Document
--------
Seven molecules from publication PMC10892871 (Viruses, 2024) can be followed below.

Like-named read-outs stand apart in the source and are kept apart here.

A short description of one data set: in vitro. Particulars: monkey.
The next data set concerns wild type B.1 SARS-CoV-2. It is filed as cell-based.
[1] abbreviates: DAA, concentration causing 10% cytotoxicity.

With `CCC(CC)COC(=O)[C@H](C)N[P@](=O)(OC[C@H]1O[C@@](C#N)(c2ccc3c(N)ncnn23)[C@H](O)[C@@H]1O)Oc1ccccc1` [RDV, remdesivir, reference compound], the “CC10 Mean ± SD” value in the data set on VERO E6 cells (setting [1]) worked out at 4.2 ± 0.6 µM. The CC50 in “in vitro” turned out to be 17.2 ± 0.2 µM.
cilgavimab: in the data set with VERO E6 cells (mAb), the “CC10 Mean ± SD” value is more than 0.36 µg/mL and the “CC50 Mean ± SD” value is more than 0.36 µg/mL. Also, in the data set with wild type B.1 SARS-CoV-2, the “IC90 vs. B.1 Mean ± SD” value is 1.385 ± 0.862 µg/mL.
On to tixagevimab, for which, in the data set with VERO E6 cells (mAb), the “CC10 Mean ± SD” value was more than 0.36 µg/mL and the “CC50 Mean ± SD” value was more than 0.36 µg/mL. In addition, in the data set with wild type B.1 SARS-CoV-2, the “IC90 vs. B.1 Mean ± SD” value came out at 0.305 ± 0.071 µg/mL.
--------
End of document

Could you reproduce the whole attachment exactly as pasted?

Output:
Seven molecules from publication PMC10892871 (Viruses, 2024) can be followed below.

Like-named read-outs stand apart in the source and are kept apart here.

A short description of one data set: in vitro. Particulars: monkey.
The next data set concerns wild type B.1 SARS-CoV-2. It is filed as cell-based.
[1] abbreviates: DAA, concentration causing 10% cytotoxicity.

With `CCC(CC)COC(=O)[C@H](C)N[P@](=O)(OC[C@H]1O[C@@](C#N)(c2ccc3c(N)ncnn23)[C@H](O)[C@@H]1O)Oc1ccccc1` [RDV, remdesivir, reference compound], the “CC10 Mean ± SD” value in the data set on VERO E6 cells (setting [1]) worked out at 4.2 ± 0.6 µM. The CC50 in “in vitro” turned out to be 17.2 ± 0.2 µM.
cilgavimab: in the data set with VERO E6 cells (mAb), the “CC10 Mean ± SD” value is more than 0.36 µg/mL and the “CC50 Mean ± SD” value is more than 0.36 µg/mL. Also, in the data set with wild type B.1 SARS-CoV-2, the “IC90 vs. B.1 Mean ± SD” value is 1.385 ± 0.862 µg/mL.
On to tixagevimab, for which, in the data set with VERO E6 cells (mAb), the “CC10 Mean ± SD” value was more than 0.36 µg/mL and the “CC50 Mean ± SD” value was more than 0.36 µg/mL. In addition, in the data set with wild type B.1 SARS-CoV-2, the “IC90 vs. B.1 Mean ± SD” value came out at 0.305 ± 0.071 µg/mL.